17- Sang: Is a huge rectangular piece of hard wood that has some similarities with the ancient shields used to ward off blows or missiles. The side of the rectangular that is moved near the floor throughout the exercise is gently arched. There is a hole at the central part of each Sang with a bar across it that is used as a hand grip around this opening is covered by a soft material to protect the hand. Sangs are used for weight training and one pair of them is necessary for the exercise.
18- Shelang-Takhteh: Is a plank of hard wood. This equipment is used for stretching exercises, muscular endurance and agility of the legs, aimed at running speed and endurance. This is a heavy exercise and 40 to 50 repetitions are considered to be a high performance in this event.
19- Shalvar-e-Bastani: Is a knee-breeches pantaloon that is typical clothing for the Bastanikars. This clothing is made of either leader or of heavy embroidered cloth decorated with elaborate designs and scenes. The firmness and resistance of this kind of trousers make it possible for the athletes to use it as a dependable grip during traditional wrestling of Varzesh-e-Bastani.
20- Kamarband: Is a large and heavy leader belt made especially for Shalvar-e-Bastani. This belt provides a more dependable grip for wrestling specific to Varzesh-e-Bastani.
21- Koshti (Wrestling): Similar to the Sang and the Kabbadeh exercises, Koshti is an individual event that is performed in the Gowd only by a few Bastanicars who are scheduled for the exercise session. The type of Koshti that is performed in Zoorkhaneh looks much like the Greek style wrestling where only the upper body of the wrestler gets involved in the technical pinning and holds of the combat.

Equipments and Instruments zurkhaneh

Current status:

The sport is still being practised. International Zurkhaneh Sports Federation (IZSF), connecting 22 countries involved in the sport, spreads the knowledge of Zurkhaneh. It publishes the rules and broadcasts recent events. Apart from frequent trainings and unofficial games, the official competition (World championships, Europe championships, Asia championships, World Cup and many others) organized by federation, is being held every few months. Apart from the aforementioned competitions, there are also one held for senior, junior or disabled contestants.
In recent years, Zurkhaneh is becoming more and more popular in countries neighbouring Iran, especially in Iraq or Afghanistan. The huge tournament took place in May 2017 in Baku within the framework of 4th Islamic Solidarity Games. Iran won the team competition category.


International Zurkhaneh Sports Federation (IZSF)
No 8, Sepidar St, Africa Ave, Tehran, I.R.IRAN Postal Code: 1518943865
Tel :+98-21-88203115
Fax :+98-21-88203314
IZSC logo
Asian Zurkhaneh Sports Confederation (AZSC)
Tel : +82 51 245 5600
FAX : +82 51 245 5700
E-mail : This email address is being protected from spambots. You need JavaScript enabled to view it.; This email address is being protected from spambots. You need JavaScript enabled to view it.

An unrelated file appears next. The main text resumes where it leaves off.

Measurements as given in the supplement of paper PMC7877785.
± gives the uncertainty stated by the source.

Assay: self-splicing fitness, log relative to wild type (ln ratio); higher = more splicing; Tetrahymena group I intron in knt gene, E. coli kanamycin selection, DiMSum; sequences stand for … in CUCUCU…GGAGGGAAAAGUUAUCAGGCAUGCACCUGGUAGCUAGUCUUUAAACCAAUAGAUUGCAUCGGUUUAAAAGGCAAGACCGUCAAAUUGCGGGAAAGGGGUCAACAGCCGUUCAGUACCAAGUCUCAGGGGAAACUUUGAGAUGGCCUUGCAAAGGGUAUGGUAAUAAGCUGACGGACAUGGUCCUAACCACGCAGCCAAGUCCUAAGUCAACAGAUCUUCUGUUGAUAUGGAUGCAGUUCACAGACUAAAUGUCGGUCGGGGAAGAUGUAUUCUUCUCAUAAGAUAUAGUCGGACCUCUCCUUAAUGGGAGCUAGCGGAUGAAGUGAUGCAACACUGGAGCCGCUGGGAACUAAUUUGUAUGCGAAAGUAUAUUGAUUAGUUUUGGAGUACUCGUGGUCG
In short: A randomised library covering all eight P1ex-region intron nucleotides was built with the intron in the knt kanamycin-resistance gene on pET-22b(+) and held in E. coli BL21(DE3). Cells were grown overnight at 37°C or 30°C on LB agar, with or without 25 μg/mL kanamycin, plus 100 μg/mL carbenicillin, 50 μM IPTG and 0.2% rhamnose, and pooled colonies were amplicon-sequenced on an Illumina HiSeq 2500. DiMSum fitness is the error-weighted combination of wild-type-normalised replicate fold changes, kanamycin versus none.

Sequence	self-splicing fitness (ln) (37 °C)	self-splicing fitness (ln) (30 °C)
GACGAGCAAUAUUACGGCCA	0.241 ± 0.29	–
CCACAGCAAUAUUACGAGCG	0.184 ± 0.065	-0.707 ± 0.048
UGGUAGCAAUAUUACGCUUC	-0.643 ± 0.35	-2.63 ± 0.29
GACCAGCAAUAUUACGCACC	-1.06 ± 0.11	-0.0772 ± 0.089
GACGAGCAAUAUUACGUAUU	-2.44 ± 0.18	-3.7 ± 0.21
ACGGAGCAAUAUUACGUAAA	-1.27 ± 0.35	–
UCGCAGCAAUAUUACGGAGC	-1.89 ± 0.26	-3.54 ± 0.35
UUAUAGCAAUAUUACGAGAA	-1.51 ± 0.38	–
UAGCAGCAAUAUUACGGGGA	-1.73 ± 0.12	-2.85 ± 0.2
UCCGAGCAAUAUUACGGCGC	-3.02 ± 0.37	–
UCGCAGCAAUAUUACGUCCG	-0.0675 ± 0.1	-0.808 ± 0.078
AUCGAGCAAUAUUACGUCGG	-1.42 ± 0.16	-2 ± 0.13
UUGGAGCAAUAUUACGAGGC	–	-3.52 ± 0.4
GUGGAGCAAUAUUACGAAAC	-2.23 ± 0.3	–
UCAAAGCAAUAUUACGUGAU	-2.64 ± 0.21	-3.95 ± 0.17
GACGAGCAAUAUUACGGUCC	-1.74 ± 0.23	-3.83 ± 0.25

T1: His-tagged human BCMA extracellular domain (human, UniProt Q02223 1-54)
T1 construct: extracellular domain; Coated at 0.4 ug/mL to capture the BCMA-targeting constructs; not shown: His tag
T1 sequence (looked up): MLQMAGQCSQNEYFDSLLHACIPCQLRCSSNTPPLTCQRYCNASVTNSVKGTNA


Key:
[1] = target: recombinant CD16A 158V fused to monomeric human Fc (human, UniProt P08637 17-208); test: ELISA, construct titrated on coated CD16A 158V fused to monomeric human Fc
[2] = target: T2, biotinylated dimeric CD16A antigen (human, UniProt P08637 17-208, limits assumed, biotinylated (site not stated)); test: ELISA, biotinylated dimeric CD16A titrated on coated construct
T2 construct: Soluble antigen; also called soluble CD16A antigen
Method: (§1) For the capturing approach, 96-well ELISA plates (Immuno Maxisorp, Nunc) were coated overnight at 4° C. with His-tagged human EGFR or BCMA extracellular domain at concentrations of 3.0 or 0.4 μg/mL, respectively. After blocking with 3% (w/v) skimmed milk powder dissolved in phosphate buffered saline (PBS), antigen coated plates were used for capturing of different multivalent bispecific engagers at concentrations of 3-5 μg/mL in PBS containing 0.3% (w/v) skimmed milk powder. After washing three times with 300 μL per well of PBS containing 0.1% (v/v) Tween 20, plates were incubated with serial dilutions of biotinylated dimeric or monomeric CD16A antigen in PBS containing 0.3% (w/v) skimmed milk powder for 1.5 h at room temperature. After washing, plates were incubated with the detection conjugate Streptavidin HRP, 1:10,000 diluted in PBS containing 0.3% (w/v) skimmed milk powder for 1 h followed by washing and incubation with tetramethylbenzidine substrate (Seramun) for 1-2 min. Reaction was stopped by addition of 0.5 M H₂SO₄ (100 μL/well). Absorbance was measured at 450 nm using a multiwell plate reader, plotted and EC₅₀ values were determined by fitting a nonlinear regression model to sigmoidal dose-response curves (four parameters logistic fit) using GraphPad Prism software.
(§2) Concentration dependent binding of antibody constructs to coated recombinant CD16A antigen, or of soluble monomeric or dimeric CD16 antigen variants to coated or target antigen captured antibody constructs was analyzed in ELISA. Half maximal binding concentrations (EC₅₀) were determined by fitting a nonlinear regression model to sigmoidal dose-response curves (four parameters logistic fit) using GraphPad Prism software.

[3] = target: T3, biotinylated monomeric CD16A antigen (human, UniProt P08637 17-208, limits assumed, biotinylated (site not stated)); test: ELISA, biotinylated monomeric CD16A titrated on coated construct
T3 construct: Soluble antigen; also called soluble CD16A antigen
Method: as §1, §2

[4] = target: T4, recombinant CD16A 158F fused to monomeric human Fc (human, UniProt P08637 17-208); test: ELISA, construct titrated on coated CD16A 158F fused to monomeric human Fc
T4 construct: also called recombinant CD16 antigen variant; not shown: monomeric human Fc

Asian Zurkhaneh Sport Confederation logo

Nepal Zurkhaneh Sport Association

Nepal Zurkhaneh Sports Association logo

Baltic Zurkhaneh Sports Federation
Email: This email address is being protected from spambots. You need JavaScript enabled to view it.

Baltic Zurkhaneh Sports Federation


Portugal Zurkhaneh Sports Association
Portugal Zurkhaneh Sports Association logo


Uganda Zurkhanes Sports Association

uganda zurkhaneh sports association logo

Zurkhaneh Sri Lanka

Kenya Zurkhaneh Sports Federation

Zurkhaneh Ferdousi München e.V. -


Sources of information :

Abbās Kamandi, Varzeš wa sargoḏadšt-e varzeš-e bāstāni-e Kordestān, Sanandaj, 1984
Abassi, Mehdi, Tarikh-e Koshtigari dar Iran (The History of Wrestling in Iran). Tehran 1984
Amirtash, A.M., Zoorkhaneh and Varzesh-E-Bastani. Journal of Movement Sciences and Sports, 2008, 5(1), 59–73
Amirtash, A.M., Varzesh-e-Bastani and Zoorkhaneh. Eugene, OR: University of Oregon, Microfish Publication, 1980
Angelo Piemontese, Il capitolo sui pahlavān delle Badāyiʿ al-Waqāyiʿ di Vāsfi, AIUON, N.S. 16, 1966, pp. 207-20
Ayria, J., M.S. Thesis: A study of the Persian gymnasium, Zoorkhaneh. C.A. San Joseh, San Joseh State University, 1975
Babayan, S., Zoorkhaneh. Tehran, Iran: Milli, Inc., 1958
Bahar, M., Iranian Mythology. Tehran, Iran, Foundation of Iranian Culture, 1973
Bank Melli, Activity in the Zoorkhaneh, Tehran, Iran: Author, 1971
Bayza’i's, Partaw, Thrtkh-i varzish-i biastint-yi Irirn: Zuikhimnah. Tehran, 1958
Beazaie Kashani, P., Iranian ancient sport, Zoorkhaneh. Tehran, Iran: Heidari, 1958
Behmanesh, A., History: wrestling and myth in Iran. Olympic Review, 307, 209-211, 1993
Devlin Daneshforouz, The History and Traditions of The Zurkhaneh -
Dosabhai, F. K., History of the Parsis, including their manners, customs, religion and Present position, London, Britain: Macmillian and co., 1884
Ensafpour, G., The culture and the history of the Zoorkhaneh and social groups of its Members, Tehran, Iran: Ministry of Art and Culture, The Anthropological Center of Iran, 1974
Ensafpour, Gholamreza. History and Culture of Zoorkhaneh. Tehran: Anthropology Research Essay Collection: Survey and Study on Zoorkhanes of Tehran. Anthropology Research Center, 1975
Farzad Nekoogar, Traditional Iranian Martial Arts (Varzesh-e Pahlavani), Menlo Park, 1996 (
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Zurkhaneh -
Zurkhaneh (article in Polish) -
Pahlevani and Zoorkhaneh Rituals –
Introducing Iranian Zoorkhaneh and Pahlevani traditions -
ZUR-ḴĀNA, Encyclopaedia Iranica -
Pahlevani and zoorkhaneh rituals -